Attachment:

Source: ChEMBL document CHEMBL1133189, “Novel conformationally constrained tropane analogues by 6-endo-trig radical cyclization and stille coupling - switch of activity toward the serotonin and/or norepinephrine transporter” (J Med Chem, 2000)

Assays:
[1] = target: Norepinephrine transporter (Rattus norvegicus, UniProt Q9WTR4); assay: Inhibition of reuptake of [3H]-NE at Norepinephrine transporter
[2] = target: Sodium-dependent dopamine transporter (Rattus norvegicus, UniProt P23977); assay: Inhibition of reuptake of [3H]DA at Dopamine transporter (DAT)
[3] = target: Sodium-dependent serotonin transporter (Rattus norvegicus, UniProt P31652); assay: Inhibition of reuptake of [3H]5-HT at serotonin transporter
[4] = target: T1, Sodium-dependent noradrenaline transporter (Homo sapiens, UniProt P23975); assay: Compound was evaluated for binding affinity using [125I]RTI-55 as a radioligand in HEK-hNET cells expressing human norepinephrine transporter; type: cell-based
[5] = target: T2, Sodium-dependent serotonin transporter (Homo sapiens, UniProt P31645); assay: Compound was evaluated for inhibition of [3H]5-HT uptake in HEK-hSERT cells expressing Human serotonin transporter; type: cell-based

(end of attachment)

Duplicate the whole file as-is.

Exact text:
Source: ChEMBL document CHEMBL1133189, “Novel conformationally constrained tropane analogues by 6-endo-trig radical cyclization and stille coupling - switch of activity toward the serotonin and/or norepinephrine transporter” (J Med Chem, 2000)

Assays:
[1] = target: Norepinephrine transporter (Rattus norvegicus, UniProt Q9WTR4); assay: Inhibition of reuptake of [3H]-NE at Norepinephrine transporter
[2] = target: Sodium-dependent dopamine transporter (Rattus norvegicus, UniProt P23977); assay: Inhibition of reuptake of [3H]DA at Dopamine transporter (DAT)
[3] = target: Sodium-dependent serotonin transporter (Rattus norvegicus, UniProt P31652); assay: Inhibition of reuptake of [3H]5-HT at serotonin transporter
[4] = target: T1, Sodium-dependent noradrenaline transporter (Homo sapiens, UniProt P23975); assay: Compound was evaluated for binding affinity using [125I]RTI-55 as a radioligand in HEK-hNET cells expressing human norepinephrine transporter; type: cell-based
[5] = target: T2, Sodium-dependent serotonin transporter (Homo sapiens, UniProt P31645); assay: Compound was evaluated for inhibition of [3H]5-HT uptake in HEK-hSERT cells expressing Human serotonin transporter; type: cell-based